I confirmed that the Deep Cove Demo Day would have Stand Up Paddleboards. The website listed them as products, but the online registration site only listed canoes, kayaks, and surf skis. A representative at Coast Outdoors confirmed that they would have Starboard and One Ocean Sports products on site.
The weather on Saturday morning was not quite the serene and smooth water conditions one might wish for when trialing new kit. The cooler conditions of the Pacific Northwest coast continued. On arrival, surveying the waters, there were easterly/outflow winds kicking up some shin-high chop into Deep Cove, along with the threat of rain. I knew the forecast in advance and came fully set for submersion with a semi-drysuit. With an outdoor watersport in a temperate rainforest, you can’t let a little inclement weather put you off.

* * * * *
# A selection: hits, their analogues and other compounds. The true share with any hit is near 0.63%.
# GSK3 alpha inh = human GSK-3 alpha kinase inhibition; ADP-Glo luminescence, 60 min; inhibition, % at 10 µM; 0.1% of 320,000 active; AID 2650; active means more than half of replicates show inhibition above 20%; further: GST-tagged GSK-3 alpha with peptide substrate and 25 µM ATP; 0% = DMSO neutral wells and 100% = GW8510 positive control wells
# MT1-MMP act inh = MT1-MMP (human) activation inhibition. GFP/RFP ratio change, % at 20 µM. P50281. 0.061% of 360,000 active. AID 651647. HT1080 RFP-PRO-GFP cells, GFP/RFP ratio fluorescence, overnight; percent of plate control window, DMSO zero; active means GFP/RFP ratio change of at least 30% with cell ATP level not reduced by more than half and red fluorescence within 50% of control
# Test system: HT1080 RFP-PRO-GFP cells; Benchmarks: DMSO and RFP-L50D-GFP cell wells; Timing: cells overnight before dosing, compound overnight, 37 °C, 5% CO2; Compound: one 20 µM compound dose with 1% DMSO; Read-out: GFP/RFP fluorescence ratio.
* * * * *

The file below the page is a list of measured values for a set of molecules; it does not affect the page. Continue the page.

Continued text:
Arrows in the Quiver
There were three hardboards on site to trial. They also had a few inflatable boards, and an array of canoes, kayaks, and surf skis. I was only interested in the hardboards from a comparison standpoint, though perhaps I’d give a surf ski a run if my time permitted.
From Starboard they had the Allstar and the Sprint available, and from One Ocean Sport, they had the Edge 3.0. The Allstar and the Edge 3.0 are all-water models capable of all conditions, i.e., surf, race, tour, and downwind. Whereas the Sprint is touted as a flatwater speed machine. Interestingly, while checking out Starboard’s site for the links for this post I saw that they now have a Sprint Expedition edition. It is a wider version of the standard Sprint for extra stability and carrying capacity, as well as being equipped with features like a centre tuttle box in the widest version. It is geared towards paddlers looking for a fast vessel for flatwater touring.